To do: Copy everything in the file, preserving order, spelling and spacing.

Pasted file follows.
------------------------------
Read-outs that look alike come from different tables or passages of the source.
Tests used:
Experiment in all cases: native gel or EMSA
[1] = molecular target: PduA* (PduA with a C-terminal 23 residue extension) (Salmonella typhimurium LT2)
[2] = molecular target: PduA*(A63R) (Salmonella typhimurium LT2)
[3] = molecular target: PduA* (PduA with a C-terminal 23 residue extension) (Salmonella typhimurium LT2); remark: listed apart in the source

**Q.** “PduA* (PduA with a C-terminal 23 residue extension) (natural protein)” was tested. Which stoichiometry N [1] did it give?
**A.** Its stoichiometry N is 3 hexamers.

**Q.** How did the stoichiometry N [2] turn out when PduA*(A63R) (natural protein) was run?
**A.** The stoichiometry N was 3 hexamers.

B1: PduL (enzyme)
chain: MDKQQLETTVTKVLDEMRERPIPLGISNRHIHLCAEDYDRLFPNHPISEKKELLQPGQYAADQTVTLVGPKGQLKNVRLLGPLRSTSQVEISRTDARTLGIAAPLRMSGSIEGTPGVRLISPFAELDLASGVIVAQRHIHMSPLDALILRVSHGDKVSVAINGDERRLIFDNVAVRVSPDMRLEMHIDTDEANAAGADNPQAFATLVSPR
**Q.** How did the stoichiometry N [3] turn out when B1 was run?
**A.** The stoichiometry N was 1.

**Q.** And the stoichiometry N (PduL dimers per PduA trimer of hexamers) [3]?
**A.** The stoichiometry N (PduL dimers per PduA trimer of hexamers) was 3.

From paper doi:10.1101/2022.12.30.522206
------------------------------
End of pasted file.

Read-outs that look alike come from different tables or passages of the source.
Tests used:
Experiment in all cases: native gel or EMSA
[1] = molecular target: PduA* (PduA with a C-terminal 23 residue extension) (Salmonella typhimurium LT2)
[2] = molecular target: PduA*(A63R) (Salmonella typhimurium LT2)
[3] = molecular target: PduA* (PduA with a C-terminal 23 residue extension) (Salmonella typhimurium LT2); remark: listed apart in the source

**Q.** “PduA* (PduA with a C-terminal 23 residue extension) (natural protein)” was tested. Which stoichiometry N [1] did it give?
**A.** Its stoichiometry N is 3 hexamers.

**Q.** How did the stoichiometry N [2] turn out when PduA*(A63R) (natural protein) was run?
**A.** The stoichiometry N was 3 hexamers.

B1: PduL (enzyme)
chain: MDKQQLETTVTKVLDEMRERPIPLGISNRHIHLCAEDYDRLFPNHPISEKKELLQPGQYAADQTVTLVGPKGQLKNVRLLGPLRSTSQVEISRTDARTLGIAAPLRMSGSIEGTPGVRLISPFAELDLASGVIVAQRHIHMSPLDALILRVSHGDKVSVAINGDERRLIFDNVAVRVSPDMRLEMHIDTDEANAAGADNPQAFATLVSPR
**Q.** How did the stoichiometry N [3] turn out when B1 was run?
**A.** The stoichiometry N was 1.

**Q.** And the stoichiometry N (PduL dimers per PduA trimer of hexamers) [3]?
**A.** The stoichiometry N (PduL dimers per PduA trimer of hexamers) was 3.

From paper doi:10.1101/2022.12.30.522206